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SECURITY OWNERSHIP OF

CERTAIN BENEFICIAL OWNERS AND MANAGEMENT

The following table sets forth information as of January 30, 2011 as to shares of our common stock beneficially owned by:

 

   

each director and nominee for director;

 

   

each of the executive officers named in the Summary Compensation Table;

 

   

all of our directors and executive officers as a group; and

 

   

all those known by us to be beneficial owners of more than five percent or more of our common stock.

Beneficial ownership is determined in accordance with the SEC’s rules and generally includes voting or investment power with respect to securities as well as shares of common stock subject to options exercisable or restricted stock units that will vest within 60 days of January 30, 2011. Unless otherwise indicated, the address of each of the individuals listed below is c/o NVIDIA Corporation, 2701 San Tomas Expressway, Santa Clara, California 95050.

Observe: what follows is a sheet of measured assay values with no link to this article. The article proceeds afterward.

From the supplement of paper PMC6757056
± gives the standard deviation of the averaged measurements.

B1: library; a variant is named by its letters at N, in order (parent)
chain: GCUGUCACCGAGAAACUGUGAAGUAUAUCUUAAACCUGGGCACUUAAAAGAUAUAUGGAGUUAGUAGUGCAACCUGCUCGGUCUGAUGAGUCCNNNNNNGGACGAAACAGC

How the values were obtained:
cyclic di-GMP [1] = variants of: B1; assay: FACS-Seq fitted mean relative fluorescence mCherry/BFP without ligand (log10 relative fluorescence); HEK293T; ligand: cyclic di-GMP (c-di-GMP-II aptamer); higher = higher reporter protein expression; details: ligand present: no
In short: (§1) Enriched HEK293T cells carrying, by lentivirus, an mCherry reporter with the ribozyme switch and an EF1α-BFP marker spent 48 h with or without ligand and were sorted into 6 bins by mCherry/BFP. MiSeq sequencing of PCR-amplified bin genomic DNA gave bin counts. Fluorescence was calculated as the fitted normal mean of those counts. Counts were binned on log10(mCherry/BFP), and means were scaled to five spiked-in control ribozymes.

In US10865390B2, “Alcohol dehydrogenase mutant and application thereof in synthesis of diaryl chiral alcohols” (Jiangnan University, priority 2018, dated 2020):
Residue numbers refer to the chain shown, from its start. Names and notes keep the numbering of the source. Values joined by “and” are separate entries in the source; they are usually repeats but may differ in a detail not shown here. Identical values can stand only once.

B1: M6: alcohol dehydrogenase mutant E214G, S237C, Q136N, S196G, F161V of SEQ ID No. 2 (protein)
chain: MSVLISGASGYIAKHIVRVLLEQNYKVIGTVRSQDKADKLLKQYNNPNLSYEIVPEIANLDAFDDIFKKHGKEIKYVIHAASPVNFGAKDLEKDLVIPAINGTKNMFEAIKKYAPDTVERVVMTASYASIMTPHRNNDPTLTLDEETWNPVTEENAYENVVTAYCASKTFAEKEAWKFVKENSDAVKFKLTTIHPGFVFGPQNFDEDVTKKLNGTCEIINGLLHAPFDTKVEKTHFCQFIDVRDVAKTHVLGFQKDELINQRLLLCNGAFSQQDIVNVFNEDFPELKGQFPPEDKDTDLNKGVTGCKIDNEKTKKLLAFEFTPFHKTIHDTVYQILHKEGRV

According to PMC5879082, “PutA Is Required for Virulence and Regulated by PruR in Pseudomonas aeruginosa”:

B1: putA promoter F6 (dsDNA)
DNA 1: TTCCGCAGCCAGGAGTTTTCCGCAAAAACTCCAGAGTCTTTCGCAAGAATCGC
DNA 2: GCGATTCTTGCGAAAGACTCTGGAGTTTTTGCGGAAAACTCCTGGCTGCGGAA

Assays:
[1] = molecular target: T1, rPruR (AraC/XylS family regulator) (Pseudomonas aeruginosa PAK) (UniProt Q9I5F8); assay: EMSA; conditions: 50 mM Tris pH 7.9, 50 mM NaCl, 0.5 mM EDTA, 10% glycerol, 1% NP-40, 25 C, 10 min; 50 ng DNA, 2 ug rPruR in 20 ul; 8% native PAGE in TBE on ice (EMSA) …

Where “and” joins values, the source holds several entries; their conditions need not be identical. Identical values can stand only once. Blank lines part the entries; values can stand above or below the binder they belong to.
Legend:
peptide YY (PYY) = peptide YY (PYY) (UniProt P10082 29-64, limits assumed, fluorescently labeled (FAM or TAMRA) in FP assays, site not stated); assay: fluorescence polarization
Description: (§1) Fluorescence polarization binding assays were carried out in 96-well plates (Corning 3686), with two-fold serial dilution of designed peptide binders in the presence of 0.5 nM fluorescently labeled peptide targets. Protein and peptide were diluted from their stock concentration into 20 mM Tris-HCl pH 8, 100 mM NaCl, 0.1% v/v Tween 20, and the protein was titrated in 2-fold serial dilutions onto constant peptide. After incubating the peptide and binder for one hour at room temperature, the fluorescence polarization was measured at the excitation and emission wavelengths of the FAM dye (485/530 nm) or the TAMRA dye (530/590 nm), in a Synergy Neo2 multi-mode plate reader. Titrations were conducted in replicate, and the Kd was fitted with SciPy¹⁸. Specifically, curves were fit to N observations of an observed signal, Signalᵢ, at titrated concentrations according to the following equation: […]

Name of Beneficial Owner (1)

   Shares
Owned
     Shares Issuable
Within 60 Days
     Total
Shares
Owned
     Percent (%)  

Named Executive Officers:

           

Jen-Hsun Huang (2)

     21,117,380         2,982,955         24,100,335         4.07

David L. White

     0         225,000         225,000         *   

Ajay K. Puri

     23,195         859,895         883,090         *   

David M. Shannon (3)

     91,283         586,689         677,972         *   

Debora Shoquist

     28,379         429,542         457,921         *   

Directors, not including CEO:

           

Tench Coxe (4)

     1,429,644         608,500         2,038,144         *   

James C. Gaither (5)

     157,404         533,500         690,904         *   

Harvey C. Jones (6)

     833,460         406,307         1,239,767         *   

William J. Miller (7)

     302,808         848,500         1,151,308         *   

Mark L. Perry (8)

     50,000         393,500         443,500         *   

A. Brooke Seawell (9)

     285,000         520,000         805,000         *   

Mark A. Stevens (10)

     1,837,866         178,000         2,015,866         *   

All directors and executive officers as a group
(12 persons) (11)

     26,156,419         8,572,388         34,728,807         5.82

5% Stockholders:

           

FMR LLC (12)

     87,086,348         —           87,086,348         14.80

PRIMECAP Management Company (13)

     39,414,891         —           39,414,891         6.70